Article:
3BEPD phos is a hydrolysis product of CLPH, i.e. 2-butyl-2-ethyl-1,3-propanediol phosphorus acid (the acid ester). In this analysis, a small amount of water in the analysis solvent converts the chlorophosphite to the acid ester, so some of the “BEPD phosphite” which in the sample is actually CLPH disappears also through reaction with the Na 2,4,6-tri-t-butylphenolate (NaOTTBP).
42-butyl-2-ethyl-1,3-propanediol-(2,4,6-tri-t-butylphenyl) phosphite

Patent Citations
Cited PatentFiling datePublication dateApplicantTitle
US2897226Apr 4, 1956Jul 28, 1959Dow Chemical CoO-(2,6-dicyclohexyl-4-lower-alkylphenyl) o,o-dimethyl phosphorothioates
US3281506Aug 31, 1962Oct 25, 1966Hooker Chemical CorpSecondary phosphites and process for manufacture thereof
US3418348Jun 1, 1964Dec 24, 1968Hooker Chemical CorpPhenyl titanium esters and preparations thereof
US3839506Apr 16, 1973Oct 1, 1974Borg WarnerHindered phenol pentaerythritol phosphonate
US3888903Jun 21, 1973Jun 10, 1975Monsanto CoPhenyl-n-(1-alkenyl)-n-methylcarbamates
US3994838Dec 9, 1974Nov 30, 1976Horizons Incorporated, A Division Of Horizons Research IncorporatedPoly(phosphazene) vulcanizates and foams
US4116926Nov 22, 1977Sep 26, 1978Borg-Warner CorporationStabilizer for polymers
US4237075Jun 5, 1979Dec 2, 1980Mobil Oil CorporationFormamide catalysts for reacting phosphorus halides with thiols
US4290976Jul 22, 1976Sep 22, 1981Borg-Warner Chemicals, Inc.Process for the preparation of phenol-free phosphites
US4312818Dec 13, 1979Jan 26, 1982Ciba-Geigy CorporationCatalyzed reaction of a phenol with a phosphorus halide
US4356129Dec 4, 1980Oct 26, 1982Bayer AktiengesellschaftProcess for the preparation of neutral phosphorous acid aryl esters
US4371647Jan 7, 1981Feb 1, 1983Adeka Argus Chemical Co. Ltd.2,6-Di-tertiary butyl phenyl pentaerythritol spiro bis-phosphites enhancing the stability to heat and light of synthetic resin
US4440696Oct 1, 1981Apr 3, 1984Ciba-Geigy CorporationFrom a phenol and phosphorus trihalide, amine or amide catalyst
US4492661Jul 5, 1983Jan 8, 1985Ciba-Geigy CorporationProcess for producing triarylphosphites
US4656302Mar 8, 1985Apr 7, 1987Koppers Company, Inc.Stabilizers, oxidation resistance
US4705879Jan 13, 1986Nov 10, 1987Koppers Company, Inc.Antioxidants
US4739090Mar 28, 1986Apr 19, 1988Adeka Argus Chemical Co., Ltd.Reacting phosphorous trichloride, pentaerythritol, and alkyl phenol in presence of catalyst
US4883911Oct 6, 1988Nov 28, 1989Monsanto CompanyProcess for the preparation of alkylthioalkanoate salts
US4894481Jul 5, 1988Jan 16, 1990Ethyl CorporationMethod of making cyclic aryl chlorophosphites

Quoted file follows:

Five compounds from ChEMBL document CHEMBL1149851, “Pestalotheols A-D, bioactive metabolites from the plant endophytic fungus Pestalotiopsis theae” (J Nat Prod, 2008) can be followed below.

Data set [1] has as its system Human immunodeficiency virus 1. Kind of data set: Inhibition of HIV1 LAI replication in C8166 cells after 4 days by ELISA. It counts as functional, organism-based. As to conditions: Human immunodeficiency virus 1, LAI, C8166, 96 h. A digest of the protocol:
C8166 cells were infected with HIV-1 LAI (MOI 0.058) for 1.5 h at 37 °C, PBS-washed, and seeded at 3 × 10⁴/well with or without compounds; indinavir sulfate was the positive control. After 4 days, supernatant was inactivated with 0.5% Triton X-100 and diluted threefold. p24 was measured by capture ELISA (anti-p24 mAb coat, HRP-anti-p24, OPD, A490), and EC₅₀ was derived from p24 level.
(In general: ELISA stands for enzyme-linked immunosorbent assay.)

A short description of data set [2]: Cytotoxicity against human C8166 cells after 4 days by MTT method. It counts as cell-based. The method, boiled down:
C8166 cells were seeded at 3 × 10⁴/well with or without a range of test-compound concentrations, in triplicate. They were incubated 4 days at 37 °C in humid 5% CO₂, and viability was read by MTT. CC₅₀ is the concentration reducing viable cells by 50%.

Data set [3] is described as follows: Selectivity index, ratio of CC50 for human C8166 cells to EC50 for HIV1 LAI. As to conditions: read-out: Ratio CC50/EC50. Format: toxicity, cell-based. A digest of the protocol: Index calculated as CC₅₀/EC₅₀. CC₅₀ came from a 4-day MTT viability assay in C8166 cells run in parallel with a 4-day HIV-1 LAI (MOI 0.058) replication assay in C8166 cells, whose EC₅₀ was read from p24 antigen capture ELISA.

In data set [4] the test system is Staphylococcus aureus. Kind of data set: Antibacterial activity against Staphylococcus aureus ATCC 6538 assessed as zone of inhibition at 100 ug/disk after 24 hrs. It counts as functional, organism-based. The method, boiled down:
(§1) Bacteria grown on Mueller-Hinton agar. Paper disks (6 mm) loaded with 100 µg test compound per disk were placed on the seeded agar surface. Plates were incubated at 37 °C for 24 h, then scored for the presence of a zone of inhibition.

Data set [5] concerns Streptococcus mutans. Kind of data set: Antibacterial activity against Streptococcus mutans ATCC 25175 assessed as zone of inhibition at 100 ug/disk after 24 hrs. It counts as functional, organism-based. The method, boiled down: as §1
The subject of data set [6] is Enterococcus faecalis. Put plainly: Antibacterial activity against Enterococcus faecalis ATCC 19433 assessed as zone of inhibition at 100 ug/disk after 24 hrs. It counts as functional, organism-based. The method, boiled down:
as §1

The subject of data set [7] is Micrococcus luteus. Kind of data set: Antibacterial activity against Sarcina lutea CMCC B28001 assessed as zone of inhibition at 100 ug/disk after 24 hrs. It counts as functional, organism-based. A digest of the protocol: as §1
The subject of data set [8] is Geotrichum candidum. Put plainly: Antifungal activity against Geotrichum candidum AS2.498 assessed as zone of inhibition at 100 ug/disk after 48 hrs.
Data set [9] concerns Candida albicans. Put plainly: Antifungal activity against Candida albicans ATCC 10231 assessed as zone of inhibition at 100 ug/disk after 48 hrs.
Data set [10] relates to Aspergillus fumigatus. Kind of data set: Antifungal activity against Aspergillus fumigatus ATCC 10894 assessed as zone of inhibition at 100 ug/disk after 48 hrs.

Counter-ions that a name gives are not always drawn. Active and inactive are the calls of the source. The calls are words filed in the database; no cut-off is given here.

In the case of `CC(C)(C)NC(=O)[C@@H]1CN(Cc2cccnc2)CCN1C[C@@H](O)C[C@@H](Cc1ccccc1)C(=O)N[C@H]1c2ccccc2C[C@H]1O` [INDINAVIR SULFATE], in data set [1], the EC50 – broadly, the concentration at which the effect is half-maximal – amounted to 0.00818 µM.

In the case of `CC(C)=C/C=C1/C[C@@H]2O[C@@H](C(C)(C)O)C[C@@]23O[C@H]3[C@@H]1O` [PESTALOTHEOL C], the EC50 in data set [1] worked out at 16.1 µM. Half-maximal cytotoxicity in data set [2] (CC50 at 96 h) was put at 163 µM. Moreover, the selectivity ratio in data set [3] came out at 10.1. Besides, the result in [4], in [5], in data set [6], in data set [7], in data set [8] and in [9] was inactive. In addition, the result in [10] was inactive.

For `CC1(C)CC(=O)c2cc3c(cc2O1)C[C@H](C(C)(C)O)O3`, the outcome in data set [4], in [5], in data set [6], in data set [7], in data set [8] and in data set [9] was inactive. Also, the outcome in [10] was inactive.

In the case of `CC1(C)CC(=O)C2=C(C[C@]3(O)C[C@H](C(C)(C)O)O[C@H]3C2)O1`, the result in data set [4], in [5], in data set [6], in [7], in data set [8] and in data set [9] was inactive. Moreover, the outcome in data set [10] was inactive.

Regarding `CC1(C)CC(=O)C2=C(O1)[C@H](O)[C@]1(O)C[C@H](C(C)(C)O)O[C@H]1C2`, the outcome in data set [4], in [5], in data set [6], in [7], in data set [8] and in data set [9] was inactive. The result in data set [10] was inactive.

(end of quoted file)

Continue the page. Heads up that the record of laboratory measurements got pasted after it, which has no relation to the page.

US5103035Apr 5, 1990Apr 7, 1992Ethyl CorporationProcess for preparing bis(alkylphenyl)pentaerythritol diphosphites
US5126475Dec 21, 1990Jun 30, 1992Hoechst AktiengesellschaftReaction of phosphorus halide with ammonium salt of water insoluble hydroxysulfonic acid
US5141975Jul 15, 1991Aug 25, 1992General Electric CompanyThermoplastic compositions containing hydrolytically stable phosphites
US5247118Jan 31, 1992Sep 21, 1993General Electric CompanyBy-product inhibition
US5294597Mar 4, 1991Mar 15, 1994Shell Research LimitedHerbicidal carboxamide derivatives
US5308901Sep 27, 1993May 3, 1994General Electric Company3-9-diphosphaspiroundecane-stabilized polymer compositions
US5438086Apr 25, 1994Aug 1, 1995Stevenson; Donald R.High thermal decomposition temperature, resists yellowing; polyolefin antioxidants
US5919966Mar 26, 1998Jul 6, 1999General Electric CompanyProcess for the preparation of spiro bis-phosphites
EP0356688A2Jul 19, 1989Mar 7, 1990Ge Specialty Chemicals, Inc.3, 9-diphosphaspiroundecanes and process for making 3, 9-diphosphaspiroundecanes
JPH0559074A Title not available
Non-Patent Citations
Reference
1Masada et al., The Chemical Society of Japan, Chemistry Letters, pp. 753-756, (1991).
Classifications
U.S. Classification252/182.31
International ClassificationC07F9/6574
Cooperative ClassificationC07F9/65742, C07F9/65746
European ClassificationC07F9/6574A6, C07F9/6574A1
Legal Events
DateCodeEventDescription
Jan 1, 2014ASAssignment
Free format text: ASSIGNMENT OF ASSIGNORS INTEREST;ASSIGNOR:CHEMTURA CORPORATION;REEL/FRAME:031895/0895
Owner name: ADDIVANT USA LLC, CONNECTICUT
Effective date: 20130430
Jul 19, 2013ASAssignment
Free format text: SECURITY INTEREST;ASSIGNOR:ADDIVANT USA, LLC;REEL/FRAME:030872/0810
Effective date: 20130430
Owner name: WELLS FARGO BANK, NATIONAL ASSOCIATION, MASSACHUSE
May 8, 2013ASAssignment
Owner name: GLCC LAUREL, LLC, CONNECTICUT